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Nazi domestic propaganda and popular response, 1943-45

Kirwin, G. A. (1979) Nazi domestic propaganda and popular response, 1943-45. PhD thesis, University of Reading

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This thesis is a study of the effects of totalitarian propaganda in a period of unrelenting crisis. Its importance as a totalitarian state and the vast amount of documentary material available make National Socialist Germany of 1943-45 an "ideal" subject for such a study. As long as Germany was confronted with a generally favourable military situation, as was the case in the years 1939-42, the work of Nazi propagandists was a comparatively easy one. The Stalingrad debacle in the winter of 1942-3, however, marked a turn not only in Germany's'military fortune, but also in domestic morale and response to propaganda. Nazi propagandists, now deprived of the favourable context, faced their first real test and were compelled to create a substitute for the increasingly unwelcome real world. It is shown that the German people's recognition of the growing rift between this propaganda-ersatz, "world" and the reality of the military situation resulted in a fall in Nazi propaganda's reputation for truth and trustworthiness, as well as an increasing dependence on alternative, even forbidden, unofficial information sources (e. g. rumours, foreign radio stations, the accounts of soldiers at the front). The thesis deals with those factors determining propaganda policy, the popular response to this propaganda and the reaction of the propagandists to this response. Within the context of this two-way process of interaction between propagandists and propaganda audience particular attention is paid to six themes. (a) What was the comparative importance of fear and consolation as components of Nazi propaganda policy? How successful were propagandists in strengthening the German people's will to resist the enemy by pointing out the dire consequences of defeat, and, at the same time, in providing adequate "positive" arguments to convince their audience of the feasibility of "final victory"? (b) How effective was constant repetition of the propaganda message? (c) How "total" was, in fact, Nazi propaganda? Was the propaganda audience identical with the German people? (d) What was the effect of military events and bombing on the popular attitude to both Nazi propaganda and the unofficial information sources, mentioned above? (e) How crucial were class and regional factors in determining morale and response to propaganda? (f) What effects did military setback and bombing have on popular attitudes to the future and the growing likelihood of defeat? Did the German people accept the basic propaganda argument that defeat would constitute their own destruction? The study is principally concerned with the Nazi press and radio, as well as some aspects of Party propaganda. Chapters 2-7 each contain a basic research subject for an examination of one or more of the questions listed above. The subjects chosen are the Battle of Stalingrad, the subsequent "Total War" campaign, the anti-Bolshevik and anti-Semitic propaganda campaigns in the first half of 1943, the Allied bombing offensive against the Reich, retaliation (Vergeltung) propaganda, and, finally, the catastrophic. chain of events in the final nine months of the Second World War. Chapter 8 presents some general conclusions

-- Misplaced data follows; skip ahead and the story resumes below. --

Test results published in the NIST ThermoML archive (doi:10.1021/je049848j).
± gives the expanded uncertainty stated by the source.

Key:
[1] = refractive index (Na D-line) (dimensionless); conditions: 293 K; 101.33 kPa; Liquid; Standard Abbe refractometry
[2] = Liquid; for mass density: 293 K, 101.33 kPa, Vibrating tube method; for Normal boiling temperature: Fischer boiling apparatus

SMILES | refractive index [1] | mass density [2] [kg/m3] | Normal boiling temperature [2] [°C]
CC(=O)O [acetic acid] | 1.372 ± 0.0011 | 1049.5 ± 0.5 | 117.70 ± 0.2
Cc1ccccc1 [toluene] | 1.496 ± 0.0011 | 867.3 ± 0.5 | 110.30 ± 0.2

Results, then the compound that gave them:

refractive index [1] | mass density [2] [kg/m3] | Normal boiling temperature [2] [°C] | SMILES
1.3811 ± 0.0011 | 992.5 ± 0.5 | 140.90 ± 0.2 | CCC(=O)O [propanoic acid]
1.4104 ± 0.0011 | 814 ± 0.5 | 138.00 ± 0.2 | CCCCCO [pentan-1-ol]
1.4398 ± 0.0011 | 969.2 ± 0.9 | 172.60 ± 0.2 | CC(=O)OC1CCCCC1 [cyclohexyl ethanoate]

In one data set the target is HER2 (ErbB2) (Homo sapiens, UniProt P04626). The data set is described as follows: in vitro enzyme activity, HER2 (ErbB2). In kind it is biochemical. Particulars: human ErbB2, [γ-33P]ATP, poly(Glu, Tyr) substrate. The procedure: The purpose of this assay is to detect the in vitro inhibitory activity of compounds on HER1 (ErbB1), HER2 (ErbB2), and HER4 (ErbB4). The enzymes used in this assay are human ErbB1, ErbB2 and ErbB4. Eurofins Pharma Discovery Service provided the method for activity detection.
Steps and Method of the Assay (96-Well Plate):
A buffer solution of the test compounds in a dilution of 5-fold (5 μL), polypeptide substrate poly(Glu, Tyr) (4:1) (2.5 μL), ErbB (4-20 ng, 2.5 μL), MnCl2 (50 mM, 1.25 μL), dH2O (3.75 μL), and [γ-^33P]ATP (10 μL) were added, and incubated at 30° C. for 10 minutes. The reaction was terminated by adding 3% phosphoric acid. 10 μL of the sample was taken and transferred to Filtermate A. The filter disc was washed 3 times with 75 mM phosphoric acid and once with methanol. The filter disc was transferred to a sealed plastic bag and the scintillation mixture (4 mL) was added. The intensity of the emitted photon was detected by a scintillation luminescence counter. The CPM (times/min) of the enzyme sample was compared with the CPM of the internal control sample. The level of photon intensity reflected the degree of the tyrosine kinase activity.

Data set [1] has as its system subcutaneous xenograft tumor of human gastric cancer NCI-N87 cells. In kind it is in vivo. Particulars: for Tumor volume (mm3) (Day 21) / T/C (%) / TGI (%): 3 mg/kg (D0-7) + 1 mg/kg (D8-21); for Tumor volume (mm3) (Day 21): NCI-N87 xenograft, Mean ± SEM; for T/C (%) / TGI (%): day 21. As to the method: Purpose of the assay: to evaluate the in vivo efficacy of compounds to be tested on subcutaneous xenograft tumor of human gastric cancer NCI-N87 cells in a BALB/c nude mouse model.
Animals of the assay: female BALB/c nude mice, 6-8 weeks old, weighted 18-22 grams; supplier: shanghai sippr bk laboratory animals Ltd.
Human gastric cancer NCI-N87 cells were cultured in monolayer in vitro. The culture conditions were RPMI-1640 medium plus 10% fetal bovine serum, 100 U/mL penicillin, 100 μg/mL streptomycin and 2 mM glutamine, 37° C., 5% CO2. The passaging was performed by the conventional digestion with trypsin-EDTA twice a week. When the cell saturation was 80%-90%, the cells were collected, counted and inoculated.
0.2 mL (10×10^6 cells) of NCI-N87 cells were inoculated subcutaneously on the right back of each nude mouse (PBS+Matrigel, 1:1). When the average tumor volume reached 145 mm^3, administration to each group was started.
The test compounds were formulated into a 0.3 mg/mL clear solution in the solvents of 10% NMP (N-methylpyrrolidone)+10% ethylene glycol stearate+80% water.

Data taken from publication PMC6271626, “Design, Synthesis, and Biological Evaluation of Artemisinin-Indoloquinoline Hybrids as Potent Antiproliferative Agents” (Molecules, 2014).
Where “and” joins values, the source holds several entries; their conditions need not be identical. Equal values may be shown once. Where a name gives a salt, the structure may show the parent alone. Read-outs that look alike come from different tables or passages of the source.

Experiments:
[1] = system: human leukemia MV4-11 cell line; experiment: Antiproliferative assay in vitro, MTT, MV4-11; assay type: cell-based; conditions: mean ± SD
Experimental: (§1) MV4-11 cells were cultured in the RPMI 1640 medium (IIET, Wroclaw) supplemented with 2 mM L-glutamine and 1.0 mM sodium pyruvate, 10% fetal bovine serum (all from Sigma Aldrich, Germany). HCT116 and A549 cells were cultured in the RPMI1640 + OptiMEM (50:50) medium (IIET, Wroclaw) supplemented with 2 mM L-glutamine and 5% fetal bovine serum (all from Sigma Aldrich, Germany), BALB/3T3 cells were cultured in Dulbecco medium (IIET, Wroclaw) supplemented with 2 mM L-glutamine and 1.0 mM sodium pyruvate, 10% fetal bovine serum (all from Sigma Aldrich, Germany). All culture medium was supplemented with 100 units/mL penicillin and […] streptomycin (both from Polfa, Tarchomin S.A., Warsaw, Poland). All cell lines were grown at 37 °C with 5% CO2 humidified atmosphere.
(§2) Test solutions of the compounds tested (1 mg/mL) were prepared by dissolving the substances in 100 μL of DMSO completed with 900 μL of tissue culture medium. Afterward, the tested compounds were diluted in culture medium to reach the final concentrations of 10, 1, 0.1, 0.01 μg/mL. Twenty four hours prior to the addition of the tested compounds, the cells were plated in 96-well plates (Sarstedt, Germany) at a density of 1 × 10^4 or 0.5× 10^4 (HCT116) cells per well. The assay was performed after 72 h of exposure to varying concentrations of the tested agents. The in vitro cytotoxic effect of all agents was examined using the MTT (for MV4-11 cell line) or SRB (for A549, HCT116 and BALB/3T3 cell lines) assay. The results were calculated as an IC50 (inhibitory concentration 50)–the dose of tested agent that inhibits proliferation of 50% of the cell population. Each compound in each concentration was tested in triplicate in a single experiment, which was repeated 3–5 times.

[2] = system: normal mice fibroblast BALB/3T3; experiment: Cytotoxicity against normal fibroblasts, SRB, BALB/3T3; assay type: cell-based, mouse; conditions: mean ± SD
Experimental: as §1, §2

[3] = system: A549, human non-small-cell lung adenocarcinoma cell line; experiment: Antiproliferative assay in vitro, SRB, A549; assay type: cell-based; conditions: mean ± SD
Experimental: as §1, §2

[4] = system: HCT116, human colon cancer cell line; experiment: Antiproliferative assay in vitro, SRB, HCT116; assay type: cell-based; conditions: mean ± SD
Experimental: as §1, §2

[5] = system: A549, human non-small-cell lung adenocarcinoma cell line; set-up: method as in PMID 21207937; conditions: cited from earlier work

Item Type:Thesis (PhD)
Thesis Supervisor:Warner, G. and Campbell, P.
Thesis/Report Department:Department of Politics
Identification Number/DOI:
ID Code:73922


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